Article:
Many of the countries that are home to the world’s 1·8 billion adolescents are poorly equipped to address their mental health needs, with less than 50 per cent setting up mental health policies.
These troubling figures from Aiding Adolescents in Distress, the latest report by the medical journal Lancet, set the tone on the opening day of the International Association of Adolescent Health’s 11thWorld Congress. The theme of this congress is ‘Investing in Adolescent Health – the Future is Now’.
With 253 million adolescents, India is home to a majority of this demographic, a fact that places it at an advantage over other countries like China.
“Adolescents are not written into the budget lines of any government, but India has done so and this is impressive”, said Dr Antino Costello, Department Head of Maternal, Newborn, Child and Adolescent Health at the World Health Organisation, one of the keynote speakers.
“The nationwide program, Rashtriya Kishore Swasthya Karyakram (RKSK), is an imaginative one and could help achieve many milestones in adolescent health”.
The presence of over 50 state government representatives at this congress is a sign of the growing importance being given to this vulnerable age group.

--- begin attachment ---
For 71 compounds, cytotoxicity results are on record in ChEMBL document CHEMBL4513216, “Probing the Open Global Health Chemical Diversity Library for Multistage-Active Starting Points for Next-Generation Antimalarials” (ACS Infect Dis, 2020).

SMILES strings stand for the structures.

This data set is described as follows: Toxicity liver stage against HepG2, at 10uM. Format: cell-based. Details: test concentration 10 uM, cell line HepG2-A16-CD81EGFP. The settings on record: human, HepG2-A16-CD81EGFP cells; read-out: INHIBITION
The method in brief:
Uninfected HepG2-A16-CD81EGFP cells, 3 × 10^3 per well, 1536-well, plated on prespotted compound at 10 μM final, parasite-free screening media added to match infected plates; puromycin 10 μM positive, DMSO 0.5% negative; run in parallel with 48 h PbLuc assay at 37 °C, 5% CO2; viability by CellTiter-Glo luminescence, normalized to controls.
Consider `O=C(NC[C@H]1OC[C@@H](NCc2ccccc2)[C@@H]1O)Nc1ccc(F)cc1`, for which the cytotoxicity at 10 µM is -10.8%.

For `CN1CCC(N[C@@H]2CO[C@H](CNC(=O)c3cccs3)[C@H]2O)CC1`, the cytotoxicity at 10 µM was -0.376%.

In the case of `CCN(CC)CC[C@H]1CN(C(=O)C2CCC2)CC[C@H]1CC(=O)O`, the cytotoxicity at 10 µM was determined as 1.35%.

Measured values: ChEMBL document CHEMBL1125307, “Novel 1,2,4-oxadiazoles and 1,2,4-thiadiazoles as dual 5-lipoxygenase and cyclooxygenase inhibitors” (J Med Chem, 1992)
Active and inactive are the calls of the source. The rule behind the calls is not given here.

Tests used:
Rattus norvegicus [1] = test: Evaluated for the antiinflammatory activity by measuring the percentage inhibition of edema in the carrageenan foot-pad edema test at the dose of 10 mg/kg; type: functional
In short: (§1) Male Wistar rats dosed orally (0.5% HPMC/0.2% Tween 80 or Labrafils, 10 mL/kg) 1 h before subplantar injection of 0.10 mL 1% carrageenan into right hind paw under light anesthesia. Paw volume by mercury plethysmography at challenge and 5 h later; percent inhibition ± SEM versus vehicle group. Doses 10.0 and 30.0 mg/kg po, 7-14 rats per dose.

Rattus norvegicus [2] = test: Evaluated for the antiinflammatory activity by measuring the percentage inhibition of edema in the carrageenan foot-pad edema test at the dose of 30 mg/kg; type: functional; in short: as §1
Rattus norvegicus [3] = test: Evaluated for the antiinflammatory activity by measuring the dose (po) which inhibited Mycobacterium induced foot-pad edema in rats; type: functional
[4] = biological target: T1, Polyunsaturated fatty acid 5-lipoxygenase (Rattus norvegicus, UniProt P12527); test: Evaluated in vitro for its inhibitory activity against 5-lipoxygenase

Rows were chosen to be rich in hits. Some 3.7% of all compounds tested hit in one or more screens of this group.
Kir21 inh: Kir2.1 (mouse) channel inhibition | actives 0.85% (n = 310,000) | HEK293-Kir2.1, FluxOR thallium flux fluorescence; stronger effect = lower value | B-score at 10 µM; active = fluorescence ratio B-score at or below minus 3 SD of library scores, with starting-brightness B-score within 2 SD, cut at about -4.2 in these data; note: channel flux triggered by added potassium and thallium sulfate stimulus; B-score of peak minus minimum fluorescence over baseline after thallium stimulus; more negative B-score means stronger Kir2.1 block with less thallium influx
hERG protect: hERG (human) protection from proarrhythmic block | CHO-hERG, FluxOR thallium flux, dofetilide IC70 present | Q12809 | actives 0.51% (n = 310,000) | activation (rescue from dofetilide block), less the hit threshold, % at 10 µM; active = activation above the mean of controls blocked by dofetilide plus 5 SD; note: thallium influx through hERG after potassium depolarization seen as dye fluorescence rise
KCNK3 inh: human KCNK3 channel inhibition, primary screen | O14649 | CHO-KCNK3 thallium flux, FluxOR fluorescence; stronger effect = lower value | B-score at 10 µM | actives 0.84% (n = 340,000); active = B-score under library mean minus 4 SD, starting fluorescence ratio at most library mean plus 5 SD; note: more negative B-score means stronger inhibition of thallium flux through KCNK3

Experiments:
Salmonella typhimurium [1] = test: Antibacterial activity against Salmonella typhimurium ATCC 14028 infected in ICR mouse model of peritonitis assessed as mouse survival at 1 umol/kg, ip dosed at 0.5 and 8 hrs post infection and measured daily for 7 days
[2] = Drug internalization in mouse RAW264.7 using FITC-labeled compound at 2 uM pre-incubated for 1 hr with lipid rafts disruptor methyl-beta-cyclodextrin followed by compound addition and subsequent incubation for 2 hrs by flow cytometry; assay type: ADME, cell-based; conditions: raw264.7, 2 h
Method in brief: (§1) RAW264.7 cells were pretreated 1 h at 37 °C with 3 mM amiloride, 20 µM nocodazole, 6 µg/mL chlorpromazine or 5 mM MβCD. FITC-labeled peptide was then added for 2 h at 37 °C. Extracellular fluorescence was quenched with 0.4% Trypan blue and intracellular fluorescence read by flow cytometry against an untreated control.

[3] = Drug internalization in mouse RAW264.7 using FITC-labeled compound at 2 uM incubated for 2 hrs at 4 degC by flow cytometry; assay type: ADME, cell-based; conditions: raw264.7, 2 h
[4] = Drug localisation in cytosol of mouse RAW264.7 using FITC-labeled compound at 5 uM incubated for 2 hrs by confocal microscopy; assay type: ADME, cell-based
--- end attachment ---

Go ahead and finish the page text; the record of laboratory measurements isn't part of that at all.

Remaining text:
“We have made a good case for adolescent interventions,” said Dr Sunil Mehra, Executive Director, Mamta Health Institute for Mother and Child, which is organising the event. “Now we have to push this forward and mainstream it, which will be a challenge”.
Experts point to a need for interventions at multiple levels to address the specific concerns of the 10-24 years age group. They say that adopting a clinical, disease-focused approach is all wrong.
“This demographic dividend makes no sense unless we understand the aspirations of young people,” said Dr Vikram Patel, Professor, Global Health and Social Medicine at Harvard University and co-founder of Sangath, an NGO that works in the field of developmental disorders and mental health.
“There is a clash between social norms and the aspirations of the youth when it comes to matters like choice of career or partner, and this leads often to stress.”
Dr Patel advocates a creative approach, one that involves reaching out to both adolescents and parents from an early age at multiple levels – school, community, digital, family and society. “We have to recognise that care for adolescents requires specific interventions that involve parents,” said Dr Patel.
It’s a method that Sangath has adopted in many of its programs at Delhi, Goa and Bihar with successful results by training community health workers to deliver psychological therapy to help people with autism, depression and other mental health issues.
“We have a 100 million young people looking for jobs,” points out Dr Patel. “We should see this as an opportunity to train them to do this work and deliver personalized care and attention to people in distress”.
This article was appeared on NDTV Online. It can read here